Echoes in the press

A peace sign formed by people
in Croatia. Credit: Teophil/cc
by 3.0

When Denmark hosted the World Summit on Social Development (WSSD) in March 1995, one of the conclusions of that international gathering in Copenhagen was to create a new social contract with “people at the centre of development.”

But notwithstanding the shortcomings in its implementation over the last 20 years, the United Nations is now pursuing an identical goal with a new political twist: “global citizenship.”

Thida Khus.

How can one push for greater political participation of women in a patriarchal state that believes government is a fraternity?

The Cambodian Committee to Promote Women in Politics faced this exact problem when it first started its work to encourage women to get more politically involved in the early 2000s. Back then, CPWP struggled to convince women to become more “involved in decision-making at the national and local levels” not only because of opposition from men, but also because some of these women didn’t see that as their role in politics.

When the World Economic Forum (WEF) met last January in Switzerland, attended mostly by the rich and the super-rich, the London-based charity Oxfam unveiled a report with an alarming statistic: if current trends continue, the world’s richest one percent would own more than 50 percent of the world’s wealth by 2016.

And just 80 of the world’s richest will control as much wealth as 3.5 billion people: half the world’s population.

The post-2015 development agenda will only succeed if the SDGs include meaningful and time-bound targets and commitments for the rich that trigger the necessary regulatory and fiscal policy changes.

Nigel Martin has spent 45 years trying to turn governments' ears toward civil society voices. In 1998, he founded FIM: the Forum for Democratic Global Governance, an international NGO based in Montreal. FIM both convenes activists from around the world with particular attention to those from the global south and from Muslim sectors, and it has worked to create openings for civil society actors in global governance fora such as the UN, G8, G20, and more recently BRICS (Brazil, Russia, India, China and South Africa) and the OIC (Organization of Islamic Cooperation).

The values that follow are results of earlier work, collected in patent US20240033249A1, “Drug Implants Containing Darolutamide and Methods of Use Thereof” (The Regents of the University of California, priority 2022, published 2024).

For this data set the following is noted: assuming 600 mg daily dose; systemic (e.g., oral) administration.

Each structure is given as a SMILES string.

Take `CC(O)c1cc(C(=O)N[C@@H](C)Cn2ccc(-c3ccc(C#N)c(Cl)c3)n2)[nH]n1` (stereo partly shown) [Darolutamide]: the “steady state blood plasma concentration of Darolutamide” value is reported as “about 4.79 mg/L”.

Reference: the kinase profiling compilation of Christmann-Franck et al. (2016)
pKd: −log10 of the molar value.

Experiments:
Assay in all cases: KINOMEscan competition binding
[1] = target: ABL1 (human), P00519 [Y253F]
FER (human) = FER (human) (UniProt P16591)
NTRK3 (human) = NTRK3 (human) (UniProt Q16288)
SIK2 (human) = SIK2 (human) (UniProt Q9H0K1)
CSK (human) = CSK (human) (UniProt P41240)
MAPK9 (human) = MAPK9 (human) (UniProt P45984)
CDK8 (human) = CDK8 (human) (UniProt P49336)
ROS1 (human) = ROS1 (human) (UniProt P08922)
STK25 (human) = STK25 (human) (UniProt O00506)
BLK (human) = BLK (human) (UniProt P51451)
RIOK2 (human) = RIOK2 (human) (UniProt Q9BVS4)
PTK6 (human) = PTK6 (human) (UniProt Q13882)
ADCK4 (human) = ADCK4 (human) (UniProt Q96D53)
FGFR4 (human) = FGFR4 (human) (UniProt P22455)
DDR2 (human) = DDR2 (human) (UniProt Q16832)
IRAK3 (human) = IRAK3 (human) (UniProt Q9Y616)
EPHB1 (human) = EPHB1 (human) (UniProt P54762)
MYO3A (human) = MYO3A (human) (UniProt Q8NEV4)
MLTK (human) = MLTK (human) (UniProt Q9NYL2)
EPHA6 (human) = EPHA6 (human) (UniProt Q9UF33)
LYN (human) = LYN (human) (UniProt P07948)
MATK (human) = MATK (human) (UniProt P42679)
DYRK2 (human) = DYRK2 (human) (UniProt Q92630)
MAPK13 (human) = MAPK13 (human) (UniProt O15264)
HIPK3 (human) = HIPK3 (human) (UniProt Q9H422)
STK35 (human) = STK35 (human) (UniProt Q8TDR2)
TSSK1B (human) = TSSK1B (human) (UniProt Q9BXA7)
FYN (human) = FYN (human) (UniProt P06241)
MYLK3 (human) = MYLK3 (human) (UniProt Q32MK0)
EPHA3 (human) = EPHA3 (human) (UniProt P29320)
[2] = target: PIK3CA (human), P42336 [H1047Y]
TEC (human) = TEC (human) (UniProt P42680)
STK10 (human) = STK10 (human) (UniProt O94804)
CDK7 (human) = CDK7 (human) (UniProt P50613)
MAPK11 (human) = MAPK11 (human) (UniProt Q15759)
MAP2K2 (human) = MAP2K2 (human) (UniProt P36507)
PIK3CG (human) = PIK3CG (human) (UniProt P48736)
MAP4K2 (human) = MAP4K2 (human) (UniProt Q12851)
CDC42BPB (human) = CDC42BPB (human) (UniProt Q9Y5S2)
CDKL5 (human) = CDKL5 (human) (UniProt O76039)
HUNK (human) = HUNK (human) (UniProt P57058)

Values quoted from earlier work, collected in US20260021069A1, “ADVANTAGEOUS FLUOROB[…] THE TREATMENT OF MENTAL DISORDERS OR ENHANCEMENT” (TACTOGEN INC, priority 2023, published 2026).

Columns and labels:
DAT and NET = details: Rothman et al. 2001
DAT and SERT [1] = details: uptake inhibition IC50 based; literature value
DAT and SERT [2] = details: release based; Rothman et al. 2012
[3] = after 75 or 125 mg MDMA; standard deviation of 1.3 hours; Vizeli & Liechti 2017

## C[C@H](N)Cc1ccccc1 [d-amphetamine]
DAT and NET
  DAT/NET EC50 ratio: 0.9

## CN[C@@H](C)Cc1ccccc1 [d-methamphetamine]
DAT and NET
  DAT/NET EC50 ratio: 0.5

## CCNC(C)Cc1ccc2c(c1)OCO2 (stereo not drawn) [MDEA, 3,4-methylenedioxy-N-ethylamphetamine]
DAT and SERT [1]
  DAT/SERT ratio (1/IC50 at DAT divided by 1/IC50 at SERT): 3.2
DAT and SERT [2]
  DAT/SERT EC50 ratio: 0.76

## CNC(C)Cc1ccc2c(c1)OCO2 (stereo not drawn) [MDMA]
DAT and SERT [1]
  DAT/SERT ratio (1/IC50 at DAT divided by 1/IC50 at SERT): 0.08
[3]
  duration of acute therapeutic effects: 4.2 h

An overwhelming majority of citizens in the 28-member European Union (EU) – which has been hamstrung by a spreading economic recession, a fall in oil prices and a decline of its common currency, the Euro – has expressed strong support for development cooperation and increased aid to developing nations.

A new Eurobarometer survey to mark the beginning of the ‘European Year for Development,’released Monday, shows a significant increase in the number of people in favour of increasing international development aid.

The survey reveals that most Europeans continue to “feel very positively about development and cooperation”.

Additionally, the survey also indicates that 67 percent of respondents across Europe think development aid should be increased – a higher percentage than in recent years, despite the current economic situation in Europe.

Prof. Leonor Briones.

The budget watchdog Social Watch Philippines on Friday criticized the Senate for retaining the new definition of savings in the 2015 budget that it approved, and the possibility of funding for an expense item being declared as savings at any time of the year.

"Such a redefinition can perpetuate the pork barrel system and mechanisms similar to the Disbursement Acceleration Program, both of which have been declared unconstitutional by the Supreme Court," the group said in a statement.

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